‘Stop Neurons’ In Our Brainstem Make Us Halt When We Walk
A population of ‘stop cells’ in the brainstem is essential for the ability of mice to stop their locomotion, according to a new study by scientists at Karolinska Institutet in Sweden.
In an article published in the journal Cell, they report a brainstem pathway specifically dedicated to enforce locomotor arrest. Its selective activation stops locomotion, while its silencing favors it.
The study thus identifies a novel descending modality essential for gating the episodic nature of locomotor behavior.
Locomotion is an essential motor behaviour needed for survival in both humans and animals. It has an episodic nature: we move when we want or need and, equally well, we can terminate ongoing movements.
This episodic control has generally been attributed to descending excitatory signals in the brainstem that contact and activate neuronal circuits in the spinal cord. But is the stop of locomotion only due to a lack of activating signals from the brainstem or is there a dedicated stop signal?
Unexpected Excitatory Neurons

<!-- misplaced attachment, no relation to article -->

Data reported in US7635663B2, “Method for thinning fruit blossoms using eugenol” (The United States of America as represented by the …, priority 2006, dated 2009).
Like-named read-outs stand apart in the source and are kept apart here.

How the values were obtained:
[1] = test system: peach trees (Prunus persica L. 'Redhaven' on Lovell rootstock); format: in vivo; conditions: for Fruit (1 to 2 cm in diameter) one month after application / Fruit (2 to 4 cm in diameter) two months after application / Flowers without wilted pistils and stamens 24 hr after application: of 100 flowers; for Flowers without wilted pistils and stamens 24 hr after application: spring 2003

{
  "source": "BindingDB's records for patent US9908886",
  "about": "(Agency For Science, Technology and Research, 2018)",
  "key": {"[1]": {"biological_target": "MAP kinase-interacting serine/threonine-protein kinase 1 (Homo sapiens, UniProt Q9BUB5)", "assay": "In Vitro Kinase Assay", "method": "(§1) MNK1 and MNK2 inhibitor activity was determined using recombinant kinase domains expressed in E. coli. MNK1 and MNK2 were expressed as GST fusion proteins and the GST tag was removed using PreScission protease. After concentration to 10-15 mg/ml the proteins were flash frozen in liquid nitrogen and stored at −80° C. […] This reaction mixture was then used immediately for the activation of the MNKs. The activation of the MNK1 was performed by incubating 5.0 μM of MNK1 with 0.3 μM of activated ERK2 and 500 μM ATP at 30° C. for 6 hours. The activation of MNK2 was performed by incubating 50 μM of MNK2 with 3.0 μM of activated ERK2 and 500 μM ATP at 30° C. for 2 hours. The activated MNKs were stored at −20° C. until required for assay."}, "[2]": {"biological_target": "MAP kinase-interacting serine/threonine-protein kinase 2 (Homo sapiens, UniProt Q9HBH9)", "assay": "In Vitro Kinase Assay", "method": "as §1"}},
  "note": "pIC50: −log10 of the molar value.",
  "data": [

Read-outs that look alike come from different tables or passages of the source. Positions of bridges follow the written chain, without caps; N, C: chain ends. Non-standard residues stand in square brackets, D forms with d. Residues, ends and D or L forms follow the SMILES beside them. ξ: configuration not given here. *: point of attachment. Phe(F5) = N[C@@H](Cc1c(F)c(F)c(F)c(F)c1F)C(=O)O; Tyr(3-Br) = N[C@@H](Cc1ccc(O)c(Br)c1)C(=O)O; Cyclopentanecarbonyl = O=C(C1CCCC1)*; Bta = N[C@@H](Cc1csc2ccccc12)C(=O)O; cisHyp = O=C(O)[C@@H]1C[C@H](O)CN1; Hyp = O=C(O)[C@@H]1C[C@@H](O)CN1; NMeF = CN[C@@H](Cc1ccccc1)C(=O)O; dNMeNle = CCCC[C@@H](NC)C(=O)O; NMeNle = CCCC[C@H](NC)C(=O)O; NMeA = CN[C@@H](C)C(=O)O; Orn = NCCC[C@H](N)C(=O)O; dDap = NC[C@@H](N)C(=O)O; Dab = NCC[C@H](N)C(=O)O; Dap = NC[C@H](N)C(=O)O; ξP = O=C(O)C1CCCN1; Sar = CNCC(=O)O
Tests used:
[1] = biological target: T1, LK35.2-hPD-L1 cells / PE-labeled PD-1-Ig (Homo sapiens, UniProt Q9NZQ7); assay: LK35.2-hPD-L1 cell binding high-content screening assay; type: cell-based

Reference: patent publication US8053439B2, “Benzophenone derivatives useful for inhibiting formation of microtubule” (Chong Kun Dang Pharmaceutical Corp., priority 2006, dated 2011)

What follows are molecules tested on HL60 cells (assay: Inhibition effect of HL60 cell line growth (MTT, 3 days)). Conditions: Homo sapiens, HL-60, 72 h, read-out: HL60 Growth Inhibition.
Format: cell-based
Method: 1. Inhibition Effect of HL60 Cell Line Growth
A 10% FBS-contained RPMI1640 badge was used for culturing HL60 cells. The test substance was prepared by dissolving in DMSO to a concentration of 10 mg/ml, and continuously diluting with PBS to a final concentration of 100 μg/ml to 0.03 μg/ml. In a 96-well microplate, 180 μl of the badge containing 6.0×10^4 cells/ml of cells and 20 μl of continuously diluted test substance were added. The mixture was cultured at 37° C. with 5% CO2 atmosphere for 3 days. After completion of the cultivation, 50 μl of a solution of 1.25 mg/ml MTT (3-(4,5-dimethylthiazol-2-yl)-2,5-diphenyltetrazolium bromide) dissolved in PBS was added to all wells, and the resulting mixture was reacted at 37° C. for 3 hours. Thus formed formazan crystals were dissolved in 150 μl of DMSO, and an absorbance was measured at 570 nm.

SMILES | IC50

In the present study, the researchers Julien Bouvier and Vittorio Caggiano together with Professor Ole Kiehn and colleagues studied how the complex brainstem neuronal circuits control locomotion in mice. They used advanced methods, including optogenetics, which makes it possible to selectively activate specific groups of neurons with light, as well as genetic silencing to selectively block neuronal activity.
Somewhat unexpectedly, they found a population of excitatory neurons that turned out to be essential for the ability of mice to stop. When those ‘stop cells’ are activated, mice immediately halt their locomotion. Conversely, when those neurons are silenced, mice had difficulties when trying to stop walking.
Says Ole Kiehn, who leads the laboratory behind the study at Karolinska Institutet’s Department of Neuroscience:
“We found that the stop cells depress the neuronal networks involved in generating the locomotor rhythm, the clock in the network, and not the motor neurons that directly contract muscles.
In this way activity in the stop cells allows the animal to make a gracious stop without losing its muscle tone, just as we experience ourselves when we voluntarily stop for example in front of an obstacle.”
Although the study addresses the normal brain function the findings may provide insights to how locomotion is affected in the diseased brain.
“For example, in Parkinson’s disease, a pronounced motor symptom is a gait disturbance with freezing of the gait”, says Ole Kiehn. “t is possible that the stop cells have an abnormally increased activity in Parkinson’s disease, contributing to the gait disturbances.”